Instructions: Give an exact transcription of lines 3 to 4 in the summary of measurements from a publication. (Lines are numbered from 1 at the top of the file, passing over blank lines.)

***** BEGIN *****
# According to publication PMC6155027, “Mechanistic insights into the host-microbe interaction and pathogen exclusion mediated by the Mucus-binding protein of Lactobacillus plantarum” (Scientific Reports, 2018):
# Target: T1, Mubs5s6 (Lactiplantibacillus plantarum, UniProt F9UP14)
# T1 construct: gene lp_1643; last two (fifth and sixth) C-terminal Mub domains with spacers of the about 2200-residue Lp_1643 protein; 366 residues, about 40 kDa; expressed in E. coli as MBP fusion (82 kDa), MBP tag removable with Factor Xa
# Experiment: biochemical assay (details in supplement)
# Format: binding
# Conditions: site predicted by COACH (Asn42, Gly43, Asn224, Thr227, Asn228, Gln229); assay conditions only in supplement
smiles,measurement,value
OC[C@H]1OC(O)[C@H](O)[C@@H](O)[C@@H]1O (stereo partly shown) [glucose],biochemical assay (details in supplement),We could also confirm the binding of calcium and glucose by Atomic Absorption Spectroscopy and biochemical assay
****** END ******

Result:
# T1 construct: gene lp_1643; last two (fifth and sixth) C-terminal Mub domains with spacers of the about 2200-residue Lp_1643 protein; 366 residues, about 40 kDa; expressed in E. coli as MBP fusion (82 kDa), MBP tag removable with Factor Xa
# Experiment: biochemical assay (details in supplement)